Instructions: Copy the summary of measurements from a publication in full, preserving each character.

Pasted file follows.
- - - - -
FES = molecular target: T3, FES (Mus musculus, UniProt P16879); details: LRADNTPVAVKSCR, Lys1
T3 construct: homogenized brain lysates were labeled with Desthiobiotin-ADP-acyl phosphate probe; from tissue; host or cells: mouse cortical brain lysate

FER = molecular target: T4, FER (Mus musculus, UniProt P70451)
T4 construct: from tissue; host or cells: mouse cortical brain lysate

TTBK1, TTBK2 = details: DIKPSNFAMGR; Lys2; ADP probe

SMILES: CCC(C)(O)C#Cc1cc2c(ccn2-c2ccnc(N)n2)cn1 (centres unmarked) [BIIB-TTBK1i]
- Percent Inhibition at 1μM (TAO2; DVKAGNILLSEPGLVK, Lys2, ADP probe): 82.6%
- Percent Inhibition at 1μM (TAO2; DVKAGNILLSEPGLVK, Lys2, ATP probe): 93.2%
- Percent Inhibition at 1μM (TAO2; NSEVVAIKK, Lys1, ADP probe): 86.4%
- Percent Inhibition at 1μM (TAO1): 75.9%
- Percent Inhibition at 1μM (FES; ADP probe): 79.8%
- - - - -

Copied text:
FES = molecular target: T3, FES (Mus musculus, UniProt P16879); details: LRADNTPVAVKSCR, Lys1
T3 construct: homogenized brain lysates were labeled with Desthiobiotin-ADP-acyl phosphate probe; from tissue; host or cells: mouse cortical brain lysate

FER = molecular target: T4, FER (Mus musculus, UniProt P70451)
T4 construct: from tissue; host or cells: mouse cortical brain lysate

TTBK1, TTBK2 = details: DIKPSNFAMGR; Lys2; ADP probe

SMILES: CCC(C)(O)C#Cc1cc2c(ccn2-c2ccnc(N)n2)cn1 (centres unmarked) [BIIB-TTBK1i]
- Percent Inhibition at 1μM (TAO2; DVKAGNILLSEPGLVK, Lys2, ADP probe): 82.6%
- Percent Inhibition at 1μM (TAO2; DVKAGNILLSEPGLVK, Lys2, ATP probe): 93.2%
- Percent Inhibition at 1μM (TAO2; NSEVVAIKK, Lys1, ADP probe): 86.4%
- Percent Inhibition at 1μM (TAO1): 75.9%
- Percent Inhibition at 1μM (FES; ADP probe): 79.8%